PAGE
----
Here, we applied the commercially available NIR labeled 2-deoxyglucose to imaging intracranial tumors based on the simple mechanism of differential levels of glucose metabolism between tumors and normal tissues. Tumor cells both require more energy for their higher proliferation rate and utilize the inefficient glycolytic pathway to produce energy. Thus, tumor cells need more glucose compared to normal cells. On this basis, 18
FDG has been used as the most common PET radiotracer to visualize clinical tumors and their metastases. However, 18
FDG PET imaging of brain tumor is often compromised by strong background signals of normal brain tissues. Due to the short half life of fluorine-18 (<2 h), PET imaging is normally performed within 1 h after injection of 18
FDG. The lower contrast between tumor and normal brain may be partly attributed to this timing, at which a maximum ratio of uptake is not reached. Indeed, we found no significant difference in light signal in the tumor side of the brain versus the normal side of the brain during the first 4 hours post injection. The peak tumor to normal ratio was actually observed at 24 h, which is consistent with a previous study of subcutaneous U87 tumors using cy5.5 labeled D-glucosamine. However, a control dye, cy5.5-NHS used in that study also produced a high TNR 
. Our study is also in a good agreement with another study that detected essentially no retention of IRDye800CW 2-DG in normal brain after 24 h assessed by ex vivo
. In addition to tumor diagnostic imaging, pyropheophorbide labeled 2-deoxyglucosamine has shown a potential for photodynamic therapy on tumors 
Our results of ex vivo
fluorescence imaging showed that the 2-DG dye distributed well into the whole tumor despite some heterogeneity (). This observation may suggest delivery and distribution of the 2-DG dye to the tumor does not need the BBB disruption, which is the prerequisite condition for the dyes currently used for neurosurgery. Indeed, uncoupling of tumor vascular perfusion and permeability and uptake of FDG has been reported previously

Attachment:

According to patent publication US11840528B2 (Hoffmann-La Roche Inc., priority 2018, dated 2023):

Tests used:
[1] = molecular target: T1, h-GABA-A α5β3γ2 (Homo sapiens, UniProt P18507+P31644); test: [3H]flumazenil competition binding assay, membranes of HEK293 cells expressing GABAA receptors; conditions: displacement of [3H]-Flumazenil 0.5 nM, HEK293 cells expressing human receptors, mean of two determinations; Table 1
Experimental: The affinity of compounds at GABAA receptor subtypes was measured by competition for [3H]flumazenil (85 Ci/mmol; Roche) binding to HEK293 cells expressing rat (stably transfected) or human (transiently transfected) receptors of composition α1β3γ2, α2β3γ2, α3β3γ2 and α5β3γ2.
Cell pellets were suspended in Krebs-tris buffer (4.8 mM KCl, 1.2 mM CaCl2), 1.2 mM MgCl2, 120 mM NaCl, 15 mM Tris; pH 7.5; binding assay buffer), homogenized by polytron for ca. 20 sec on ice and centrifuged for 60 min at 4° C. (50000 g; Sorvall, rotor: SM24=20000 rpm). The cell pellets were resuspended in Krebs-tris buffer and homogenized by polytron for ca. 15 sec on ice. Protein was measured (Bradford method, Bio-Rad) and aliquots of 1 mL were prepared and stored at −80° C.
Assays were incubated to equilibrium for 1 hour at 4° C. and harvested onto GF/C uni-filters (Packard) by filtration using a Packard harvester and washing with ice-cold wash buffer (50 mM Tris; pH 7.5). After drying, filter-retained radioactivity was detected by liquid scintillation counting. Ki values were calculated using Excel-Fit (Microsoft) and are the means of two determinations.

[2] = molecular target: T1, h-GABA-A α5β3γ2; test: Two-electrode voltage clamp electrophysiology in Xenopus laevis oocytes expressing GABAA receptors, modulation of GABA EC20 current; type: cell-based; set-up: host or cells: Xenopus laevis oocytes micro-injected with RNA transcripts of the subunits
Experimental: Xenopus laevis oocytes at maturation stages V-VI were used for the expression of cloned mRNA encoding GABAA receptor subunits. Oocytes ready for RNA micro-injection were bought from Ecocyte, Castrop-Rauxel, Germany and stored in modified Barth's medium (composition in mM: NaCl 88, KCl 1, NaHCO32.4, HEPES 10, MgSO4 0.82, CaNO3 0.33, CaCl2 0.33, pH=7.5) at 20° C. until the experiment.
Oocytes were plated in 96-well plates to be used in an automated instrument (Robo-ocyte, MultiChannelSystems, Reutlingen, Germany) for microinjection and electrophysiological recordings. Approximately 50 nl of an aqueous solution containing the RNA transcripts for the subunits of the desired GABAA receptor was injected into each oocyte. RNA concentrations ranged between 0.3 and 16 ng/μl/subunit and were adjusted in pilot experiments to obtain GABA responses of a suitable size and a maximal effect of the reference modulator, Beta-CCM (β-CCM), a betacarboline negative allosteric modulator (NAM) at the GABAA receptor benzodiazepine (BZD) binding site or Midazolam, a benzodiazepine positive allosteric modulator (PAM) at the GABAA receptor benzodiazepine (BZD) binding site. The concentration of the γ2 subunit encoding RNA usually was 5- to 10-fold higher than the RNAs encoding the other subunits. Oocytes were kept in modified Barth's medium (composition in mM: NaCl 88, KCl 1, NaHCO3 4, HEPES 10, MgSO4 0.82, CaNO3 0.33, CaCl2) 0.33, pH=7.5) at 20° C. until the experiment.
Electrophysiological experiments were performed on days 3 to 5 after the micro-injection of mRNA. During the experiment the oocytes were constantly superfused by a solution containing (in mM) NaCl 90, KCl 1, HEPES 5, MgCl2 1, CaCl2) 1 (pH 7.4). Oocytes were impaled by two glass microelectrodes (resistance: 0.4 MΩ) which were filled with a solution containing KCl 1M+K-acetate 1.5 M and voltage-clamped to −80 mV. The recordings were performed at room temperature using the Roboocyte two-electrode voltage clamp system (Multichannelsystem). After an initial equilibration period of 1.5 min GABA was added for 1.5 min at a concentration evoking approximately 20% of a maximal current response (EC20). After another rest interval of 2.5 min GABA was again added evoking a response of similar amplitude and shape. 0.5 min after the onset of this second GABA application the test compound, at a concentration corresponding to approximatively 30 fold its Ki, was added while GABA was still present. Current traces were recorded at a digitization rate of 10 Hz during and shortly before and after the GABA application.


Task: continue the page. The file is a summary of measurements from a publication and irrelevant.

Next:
. However, it is still possible that the dye first leaks out through the disrupted BBB, from which it diffuses into the whole tumor. Further studies will be necessary using earlier stage of tumors, when the Gd contrast leakage is not obviously seen by T1
-weighted contrast enhanced MRI, to prove this hypothesis. Furthermore, the usefulness of the 2-DG dye to stain the infiltrative tumor cells is limited by the tumor model used in this study. The U87 tumor has relatively sharp tumor-brain boundaries. GBM models showing more aggressiveness will be needed to test the ability to stain the finger-shaped infiltrative tumors. Instead of the established GBM cell lines, using surgically resected tumor tissues directly from GBM patients and passing them in animals will generate stable orthotopic GBM xenografts, which show oncogene patterns very similar to primary tumors of patients.
In summary, fluorescence imaging of deoxyglucose uptake in more clinically relevant orthotopic glioma models has not yet been reported. Our results may suggest an optimal time for imaging brain tumors based on the glucose analogues. The near-infrared dye labeled 2-DG may serve as a novel imaging probe to noninvasively monitor intracranial tumor burden in preclinical animal models. From a clinical perspective, development of NIR labeled tumor-specific molecules may have the potential to identify the infiltrating glioblastoma intra-operatively, and to improve the extent of resection of selected tumors.